“Make contact, create trust,” says journalist Benjamin Pogrund, on what the South African experience could offer Israel. He was part of a prestigious panel that provided a range of perspectives on how South Africa and Israel could help each other practically, economically and morally — if they want to.
|Johnny Copelyn, Milton Shain,
Rhoda Khadalie, Benjamin Pogrund
and David Newman.
Hosted by the Kaplan Centre for Jewish Studies and the SA Jewish Board of Deputies (Cape Council), the panel included businessman Johnny Copelyn, journalist Benjamin Pogrund, human rights activist Rhoda Kadalie and Professor David Newman from Ben Gurion University, with Professor Milton Shain of UCT in the chair.
The panellists took a range of approaches to the topic of how the two countries could assist each other. Professor David Newman, who specialises in geopolitics, briefly discussed how his field could play a role in resolving the conflict, and that the nature of negotiations is still very much based on land, borders and territory. However, discussions could also go beyond the geopolitical, and South Africa’s experience of these issues could provide new perspectives on resolving the conflict.
David focused on the relationship between Israel and Diaspora communities, and said that if we want the younger generation to believe in, support and even critique the state of Israel, we need to speak their language. Jewish youth of today do not see Israel fighting for its very existence. Rather, they speak in global terms, and for them to engage with Israel they need to see the role it plays in worldwide issues — whether this is poverty alleviation or cutting-edge technology.
David also discussed the growth of ‘left of centre’ groups in the United States and Europe, such as JStreet and the New Israel Fund, and noted that these are playing an important role in both Israeli and Diaspora discourses. He said that these groups are supportive of Israel while critiquing its government policies, but they do not
delegitimise Israel — “there are enough people out there who do!” — and should be supported. “We wouldn’t be the Jewish people if we didn’t have multiple opinions, and we need to create a broader tent,” he said.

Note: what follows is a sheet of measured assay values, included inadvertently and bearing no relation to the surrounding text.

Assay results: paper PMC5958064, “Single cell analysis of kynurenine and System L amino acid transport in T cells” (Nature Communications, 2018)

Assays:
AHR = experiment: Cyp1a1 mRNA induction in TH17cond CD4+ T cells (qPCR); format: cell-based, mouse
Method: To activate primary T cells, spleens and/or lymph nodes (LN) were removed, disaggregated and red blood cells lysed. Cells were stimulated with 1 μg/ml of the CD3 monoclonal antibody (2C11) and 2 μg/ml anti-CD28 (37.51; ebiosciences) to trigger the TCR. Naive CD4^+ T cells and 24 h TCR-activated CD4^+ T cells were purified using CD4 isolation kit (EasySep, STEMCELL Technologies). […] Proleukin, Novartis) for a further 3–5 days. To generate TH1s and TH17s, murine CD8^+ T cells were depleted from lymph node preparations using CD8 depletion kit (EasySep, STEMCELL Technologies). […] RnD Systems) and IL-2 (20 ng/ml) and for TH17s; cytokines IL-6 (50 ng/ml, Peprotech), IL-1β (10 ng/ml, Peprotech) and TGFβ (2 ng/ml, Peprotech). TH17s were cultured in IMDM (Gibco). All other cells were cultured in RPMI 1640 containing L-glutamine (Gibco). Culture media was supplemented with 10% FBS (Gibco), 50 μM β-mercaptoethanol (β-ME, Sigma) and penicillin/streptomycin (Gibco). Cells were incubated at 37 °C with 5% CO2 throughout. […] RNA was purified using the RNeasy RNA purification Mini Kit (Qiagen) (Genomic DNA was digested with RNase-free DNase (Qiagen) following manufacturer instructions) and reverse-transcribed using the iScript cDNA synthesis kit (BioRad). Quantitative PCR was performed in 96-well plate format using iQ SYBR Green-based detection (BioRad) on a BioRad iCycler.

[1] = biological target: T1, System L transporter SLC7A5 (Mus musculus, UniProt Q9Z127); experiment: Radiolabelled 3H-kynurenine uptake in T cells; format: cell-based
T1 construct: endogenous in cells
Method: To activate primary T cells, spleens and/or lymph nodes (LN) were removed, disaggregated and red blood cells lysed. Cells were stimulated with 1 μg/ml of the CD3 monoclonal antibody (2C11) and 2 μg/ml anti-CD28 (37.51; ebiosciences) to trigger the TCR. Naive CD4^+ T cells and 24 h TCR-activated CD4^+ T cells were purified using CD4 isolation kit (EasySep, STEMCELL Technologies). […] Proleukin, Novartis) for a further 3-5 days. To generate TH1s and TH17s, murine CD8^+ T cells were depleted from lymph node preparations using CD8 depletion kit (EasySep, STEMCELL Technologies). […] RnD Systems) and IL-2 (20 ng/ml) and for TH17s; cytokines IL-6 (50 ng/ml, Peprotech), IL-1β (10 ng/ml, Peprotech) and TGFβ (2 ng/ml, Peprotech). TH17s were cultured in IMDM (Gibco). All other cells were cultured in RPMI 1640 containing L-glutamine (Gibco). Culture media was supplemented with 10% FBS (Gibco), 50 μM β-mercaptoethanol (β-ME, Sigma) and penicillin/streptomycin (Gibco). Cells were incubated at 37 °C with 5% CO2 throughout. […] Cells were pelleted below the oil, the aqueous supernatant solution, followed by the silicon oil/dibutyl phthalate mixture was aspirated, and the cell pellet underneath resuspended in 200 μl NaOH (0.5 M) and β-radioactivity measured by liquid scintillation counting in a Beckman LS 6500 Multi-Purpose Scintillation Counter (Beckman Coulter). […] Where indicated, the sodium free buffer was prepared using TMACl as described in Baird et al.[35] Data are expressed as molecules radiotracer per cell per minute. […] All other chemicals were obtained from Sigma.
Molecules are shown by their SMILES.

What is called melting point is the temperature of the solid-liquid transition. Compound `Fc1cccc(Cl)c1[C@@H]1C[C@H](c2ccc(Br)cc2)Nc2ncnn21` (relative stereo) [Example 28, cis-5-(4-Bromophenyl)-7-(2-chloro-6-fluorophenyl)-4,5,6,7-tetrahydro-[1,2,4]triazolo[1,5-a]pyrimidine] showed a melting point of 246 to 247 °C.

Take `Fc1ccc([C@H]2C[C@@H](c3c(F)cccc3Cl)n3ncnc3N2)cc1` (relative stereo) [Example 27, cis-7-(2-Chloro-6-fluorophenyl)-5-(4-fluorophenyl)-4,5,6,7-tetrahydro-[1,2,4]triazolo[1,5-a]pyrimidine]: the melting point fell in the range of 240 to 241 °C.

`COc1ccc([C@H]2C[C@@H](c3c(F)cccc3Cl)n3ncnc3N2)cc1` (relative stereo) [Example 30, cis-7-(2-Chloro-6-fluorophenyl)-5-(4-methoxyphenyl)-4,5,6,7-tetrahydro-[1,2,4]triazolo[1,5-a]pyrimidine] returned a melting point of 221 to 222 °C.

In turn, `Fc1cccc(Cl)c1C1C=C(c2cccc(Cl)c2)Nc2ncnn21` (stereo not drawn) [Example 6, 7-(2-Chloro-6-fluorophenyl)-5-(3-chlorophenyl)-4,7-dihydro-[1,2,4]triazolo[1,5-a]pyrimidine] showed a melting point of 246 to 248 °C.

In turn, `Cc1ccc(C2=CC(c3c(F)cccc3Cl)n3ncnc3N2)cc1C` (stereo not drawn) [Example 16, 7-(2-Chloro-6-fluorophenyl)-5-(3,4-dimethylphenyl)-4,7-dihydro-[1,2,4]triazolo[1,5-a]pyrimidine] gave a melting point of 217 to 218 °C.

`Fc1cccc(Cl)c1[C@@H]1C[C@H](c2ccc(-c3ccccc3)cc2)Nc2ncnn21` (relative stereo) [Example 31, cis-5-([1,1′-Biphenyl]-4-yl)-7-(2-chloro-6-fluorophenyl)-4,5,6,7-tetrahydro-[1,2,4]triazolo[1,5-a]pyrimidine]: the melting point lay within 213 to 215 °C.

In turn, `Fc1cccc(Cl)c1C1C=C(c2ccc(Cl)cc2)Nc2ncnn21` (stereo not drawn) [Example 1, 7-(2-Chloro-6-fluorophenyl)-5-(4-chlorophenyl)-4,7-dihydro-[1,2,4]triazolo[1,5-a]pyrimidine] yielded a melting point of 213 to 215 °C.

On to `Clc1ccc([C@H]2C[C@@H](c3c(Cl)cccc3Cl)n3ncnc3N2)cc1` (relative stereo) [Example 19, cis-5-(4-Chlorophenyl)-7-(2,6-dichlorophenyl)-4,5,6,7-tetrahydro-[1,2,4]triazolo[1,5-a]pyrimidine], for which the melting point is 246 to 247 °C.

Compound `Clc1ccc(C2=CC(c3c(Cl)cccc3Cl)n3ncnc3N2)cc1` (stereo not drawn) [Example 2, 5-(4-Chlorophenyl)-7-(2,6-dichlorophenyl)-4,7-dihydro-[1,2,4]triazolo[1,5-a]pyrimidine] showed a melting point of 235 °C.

Finally, David feels that people who are not in government need to facilitate dialogue between Israelis and Palestinians, and that South Africans could play a role in these meetings. “South Africa’s past is a means of seeing where there are bridges that can be built,” he concluded.
Rhoda Kadalie focused on practical ways that Israel and South Africa could help each other, and looked at challenges in achieving this. She said that although there are barriers to communication between the two countries, we can still lay the foundations for possible partnerships. She explained that South Africa could teach Israel aspects of conflict resolution that were key to the struggle — the most important being the suspension of violence and terrorism.
Meanwhile, she said that Israel has an abundance of economic, educational and technological assistance to offer South Africa. The Jewish state could lead foreign direct investment in Africa, educate about agricultural and water purification techniques, demonstrate how to integrate immigrants, and offer intense educational and economic support. However, she felt that anti- Israel attitudes in South Africa were hindering these opportunities.
Benjamin Pogrund agreed that Israel has much to offer South Africa in practical terms, and that the Boycott, Disinvestment and Sanctions (BDS) campaign was counter-productive in this context. In addition, South Africa could be a natural partner to Israel because it is uniquely placed to help due to its history. Benjamin said that the key lesson he learnt from South Africa was that creating connections and building relationships is the single most important factor for transition. “Enough people climbed over barriers, so that when the time came, they knew each other and had a basis for going forward.”
Johnny Copelyn focused on what the South African Jewish community could offer Israel, and said that it is essential that we work out what we want to defend and fight for. However, he said that in South Africa, if we try to “defend the indefensible,” our voices will not be heard. He felt that a stronger standpoint on issues such as settlements and the two-state solution are crucial for the community to put forward, and that openness to compromise would be a more realistic approach to take. But “if we say Israel is right on all matters — we won’t be heard.”